My latest Media Consortium health news roundup.
A former "intern" of Joe Biden's has stepped into a lucrative lobbying gig in the financial sector, Ken Silverstein recently reported. Today, the New York Times belatedly took interest.
Another union-busting ruling...
A New York court has ruled that drumming does not constitute a legitimate weapon of self-help for trade unionists:
ALBANY, N.Y. - A divided New York Court of Appeals ruled Monday that union members drumming outside the Empire State
Building in efforts to organize the building's security guards are not protected by federal labor law and are subject to nuisance complaints.
In a 4-2 decision, the court ruled that the unionists could hand out leaflets, which the National Labor Relations Board concluded was their federally protected right, but that doesn't automatically include drumming on a plastic container, metal pot or tin can.
"It cannot be said that Congress ... intended to pre-empt states from protecting its citizens from obnoxious conduct," Judge Eugene Pigott Jr. wrote for the majority. "The drumming in this instance does not constitute an 'economic weapon' or 'self-help' remedy akin to, for example, the employee walkout ... or a lockout by an employer." [AP]
Where does this leave the Strike Rat?
Update: The Franken camp has increased its challenge rate to keep pace with the Coleman crew, according to Nate's latest numbers (click through to 538 for latest graph).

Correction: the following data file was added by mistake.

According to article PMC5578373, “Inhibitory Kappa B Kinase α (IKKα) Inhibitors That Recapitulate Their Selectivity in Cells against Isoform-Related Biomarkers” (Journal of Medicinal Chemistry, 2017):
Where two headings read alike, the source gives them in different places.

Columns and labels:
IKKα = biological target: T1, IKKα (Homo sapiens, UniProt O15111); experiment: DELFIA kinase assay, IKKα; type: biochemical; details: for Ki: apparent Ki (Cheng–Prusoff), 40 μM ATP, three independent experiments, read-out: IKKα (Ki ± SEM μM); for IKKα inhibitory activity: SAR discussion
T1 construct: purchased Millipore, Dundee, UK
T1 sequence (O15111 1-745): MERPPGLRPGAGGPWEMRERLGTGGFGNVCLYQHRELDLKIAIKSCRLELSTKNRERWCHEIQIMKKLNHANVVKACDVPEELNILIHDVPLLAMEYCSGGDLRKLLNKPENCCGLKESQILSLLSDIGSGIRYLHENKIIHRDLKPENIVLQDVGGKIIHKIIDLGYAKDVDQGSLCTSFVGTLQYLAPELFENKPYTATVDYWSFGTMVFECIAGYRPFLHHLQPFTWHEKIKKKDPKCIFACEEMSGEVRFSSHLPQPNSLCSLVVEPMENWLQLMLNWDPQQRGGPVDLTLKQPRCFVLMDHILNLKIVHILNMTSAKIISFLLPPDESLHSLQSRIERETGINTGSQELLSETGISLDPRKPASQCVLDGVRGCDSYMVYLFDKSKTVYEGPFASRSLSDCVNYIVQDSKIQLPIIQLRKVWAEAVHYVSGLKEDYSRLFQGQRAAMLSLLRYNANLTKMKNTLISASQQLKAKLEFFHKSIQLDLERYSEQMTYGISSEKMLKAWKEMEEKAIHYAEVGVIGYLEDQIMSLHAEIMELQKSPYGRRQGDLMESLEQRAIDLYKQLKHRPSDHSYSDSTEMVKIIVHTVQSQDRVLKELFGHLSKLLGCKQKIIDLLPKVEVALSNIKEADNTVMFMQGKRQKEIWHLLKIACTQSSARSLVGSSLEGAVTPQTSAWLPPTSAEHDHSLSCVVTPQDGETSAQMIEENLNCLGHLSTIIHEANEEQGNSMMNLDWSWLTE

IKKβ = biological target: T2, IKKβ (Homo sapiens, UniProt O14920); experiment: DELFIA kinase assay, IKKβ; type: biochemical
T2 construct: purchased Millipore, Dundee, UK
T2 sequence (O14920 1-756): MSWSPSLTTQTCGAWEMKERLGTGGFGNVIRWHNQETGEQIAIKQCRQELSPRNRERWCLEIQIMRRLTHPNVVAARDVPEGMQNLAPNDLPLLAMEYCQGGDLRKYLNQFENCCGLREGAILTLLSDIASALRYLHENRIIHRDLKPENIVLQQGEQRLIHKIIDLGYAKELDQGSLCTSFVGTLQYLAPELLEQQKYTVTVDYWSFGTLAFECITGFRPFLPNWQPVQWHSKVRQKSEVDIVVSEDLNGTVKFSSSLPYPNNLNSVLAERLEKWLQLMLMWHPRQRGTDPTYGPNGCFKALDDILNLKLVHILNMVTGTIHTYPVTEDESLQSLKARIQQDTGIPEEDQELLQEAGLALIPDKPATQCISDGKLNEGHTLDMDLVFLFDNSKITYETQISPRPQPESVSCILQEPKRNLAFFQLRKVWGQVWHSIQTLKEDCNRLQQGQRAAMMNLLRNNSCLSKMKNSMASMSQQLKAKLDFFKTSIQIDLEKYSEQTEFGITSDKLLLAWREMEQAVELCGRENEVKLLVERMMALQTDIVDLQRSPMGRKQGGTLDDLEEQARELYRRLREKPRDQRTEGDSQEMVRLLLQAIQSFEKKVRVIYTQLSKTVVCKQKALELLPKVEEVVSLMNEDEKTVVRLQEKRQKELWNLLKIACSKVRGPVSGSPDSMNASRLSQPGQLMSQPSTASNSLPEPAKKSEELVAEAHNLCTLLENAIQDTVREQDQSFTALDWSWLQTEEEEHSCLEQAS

Coleman now leads by only 172 votes, a net gain of 43 votes for Franken since the recount began.
AlterNet published my interview with documentary photographer Nina Berman about her new book Homeland, a visual chronicle of the national security state in America from 2001-2007.
A Spanish city has installed solar panels on the roofs of some of the multi-story mausoleums in the town cemetery. The panels capture enough energy every year to power 60 households:
A Spanish city has found an unusual place to generate renewable energy - the local cemetery.
Santa Coloma de Gramanet, near Barcelona, has placed 462 solar panels over its multi-storey mausoleums.
Officials say the scheme was initially greeted with derision, but families who use the cemetery eventually supported the idea following a public campaign. [BBC]
The cemetery was chosen because it is one of the few open, sunny places in the crowded city.
The public was skeptical at first, but city officials manage to reassure them that the panels would be unobtrusive to visitors at ground-level. The program has been such a success that officials plan to install additional panels.
I'm disappointed to read that Barack Obama might let a Bush tax cut for the wealthy expire in 2011, instead of repealing it sooner:
WASHINGTON — President-elect Barack Obama has signaled that he will pursue a far more ambitious plan of spending and tax cuts than anything he outlined on the campaign trail — a plan "big enough to deal with the huge problem we face,” a top adviser said Sunday — setting the tone for a recovery effort that could absorb and define much of his term.
A member of the Obama economic advisory team, William M. Daley, acknowledged that because of the gravity of the situation, Mr. Obama was leaning toward letting a Bush tax cut for the wealthy expire on schedule in 2011 rather than repealing it sooner. [NYT]
The wealthiest taxpayers should start paying their share of the bailout and the promised economic stimulus package immediately.